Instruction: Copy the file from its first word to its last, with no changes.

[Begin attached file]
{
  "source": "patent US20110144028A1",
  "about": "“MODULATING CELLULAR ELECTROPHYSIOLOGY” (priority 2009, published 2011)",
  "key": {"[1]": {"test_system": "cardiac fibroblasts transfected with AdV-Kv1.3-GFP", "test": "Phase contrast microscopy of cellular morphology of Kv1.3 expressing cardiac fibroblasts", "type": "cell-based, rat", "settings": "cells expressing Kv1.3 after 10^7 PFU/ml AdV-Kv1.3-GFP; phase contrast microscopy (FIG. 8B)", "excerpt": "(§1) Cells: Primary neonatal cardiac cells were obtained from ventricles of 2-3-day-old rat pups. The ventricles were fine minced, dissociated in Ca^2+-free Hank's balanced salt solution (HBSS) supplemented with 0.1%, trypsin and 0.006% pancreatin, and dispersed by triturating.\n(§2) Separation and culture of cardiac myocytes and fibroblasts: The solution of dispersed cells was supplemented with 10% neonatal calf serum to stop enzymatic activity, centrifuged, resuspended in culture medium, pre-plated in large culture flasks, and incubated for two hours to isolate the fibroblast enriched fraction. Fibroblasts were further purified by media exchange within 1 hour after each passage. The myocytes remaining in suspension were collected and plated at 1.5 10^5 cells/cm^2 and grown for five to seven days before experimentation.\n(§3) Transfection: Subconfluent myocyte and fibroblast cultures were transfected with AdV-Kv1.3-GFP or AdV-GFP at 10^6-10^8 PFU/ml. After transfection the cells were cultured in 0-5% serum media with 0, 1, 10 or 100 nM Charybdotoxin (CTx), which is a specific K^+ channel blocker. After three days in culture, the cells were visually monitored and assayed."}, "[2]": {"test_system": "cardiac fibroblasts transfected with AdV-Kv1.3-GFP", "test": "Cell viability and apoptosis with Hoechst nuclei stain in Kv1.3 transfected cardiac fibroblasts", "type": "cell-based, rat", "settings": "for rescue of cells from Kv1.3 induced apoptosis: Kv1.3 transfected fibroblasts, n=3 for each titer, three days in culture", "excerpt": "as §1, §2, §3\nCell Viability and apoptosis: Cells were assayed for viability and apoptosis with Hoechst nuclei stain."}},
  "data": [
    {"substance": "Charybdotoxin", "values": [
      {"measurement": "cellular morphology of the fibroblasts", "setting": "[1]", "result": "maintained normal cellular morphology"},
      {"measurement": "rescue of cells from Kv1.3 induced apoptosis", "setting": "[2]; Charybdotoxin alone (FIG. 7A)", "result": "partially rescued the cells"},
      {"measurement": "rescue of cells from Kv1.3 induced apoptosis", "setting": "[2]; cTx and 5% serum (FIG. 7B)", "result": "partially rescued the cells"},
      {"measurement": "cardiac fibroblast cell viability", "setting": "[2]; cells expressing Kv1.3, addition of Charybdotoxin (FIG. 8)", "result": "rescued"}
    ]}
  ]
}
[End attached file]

{
  "source": "patent US20110144028A1",
  "about": "“MODULATING CELLULAR ELECTROPHYSIOLOGY” (priority 2009, published 2011)",
  "key": {"[1]": {"test_system": "cardiac fibroblasts transfected with AdV-Kv1.3-GFP", "test": "Phase contrast microscopy of cellular morphology of Kv1.3 expressing cardiac fibroblasts", "type": "cell-based, rat", "settings": "cells expressing Kv1.3 after 10^7 PFU/ml AdV-Kv1.3-GFP; phase contrast microscopy (FIG. 8B)", "excerpt": "(§1) Cells: Primary neonatal cardiac cells were obtained from ventricles of 2-3-day-old rat pups. The ventricles were fine minced, dissociated in Ca^2+-free Hank's balanced salt solution (HBSS) supplemented with 0.1%, trypsin and 0.006% pancreatin, and dispersed by triturating.\n(§2) Separation and culture of cardiac myocytes and fibroblasts: The solution of dispersed cells was supplemented with 10% neonatal calf serum to stop enzymatic activity, centrifuged, resuspended in culture medium, pre-plated in large culture flasks, and incubated for two hours to isolate the fibroblast enriched fraction. Fibroblasts were further purified by media exchange within 1 hour after each passage. The myocytes remaining in suspension were collected and plated at 1.5 10^5 cells/cm^2 and grown for five to seven days before experimentation.\n(§3) Transfection: Subconfluent myocyte and fibroblast cultures were transfected with AdV-Kv1.3-GFP or AdV-GFP at 10^6-10^8 PFU/ml. After transfection the cells were cultured in 0-5% serum media with 0, 1, 10 or 100 nM Charybdotoxin (CTx), which is a specific K^+ channel blocker. After three days in culture, the cells were visually monitored and assayed."}, "[2]": {"test_system": "cardiac fibroblasts transfected with AdV-Kv1.3-GFP", "test": "Cell viability and apoptosis with Hoechst nuclei stain in Kv1.3 transfected cardiac fibroblasts", "type": "cell-based, rat", "settings": "for rescue of cells from Kv1.3 induced apoptosis: Kv1.3 transfected fibroblasts, n=3 for each titer, three days in culture", "excerpt": "as §1, §2, §3\nCell Viability and apoptosis: Cells were assayed for viability and apoptosis with Hoechst nuclei stain."}},
  "data": [
    {"substance": "Charybdotoxin", "values": [
      {"measurement": "cellular morphology of the fibroblasts", "setting": "[1]", "result": "maintained normal cellular morphology"},
      {"measurement": "rescue of cells from Kv1.3 induced apoptosis", "setting": "[2]; Charybdotoxin alone (FIG. 7A)", "result": "partially rescued the cells"},
      {"measurement": "rescue of cells from Kv1.3 induced apoptosis", "setting": "[2]; cTx and 5% serum (FIG. 7B)", "result": "partially rescued the cells"},
      {"measurement": "cardiac fibroblast cell viability", "setting": "[2]; cells expressing Kv1.3, addition of Charybdotoxin (FIG. 8)", "result": "rescued"}
    ]}
  ]
}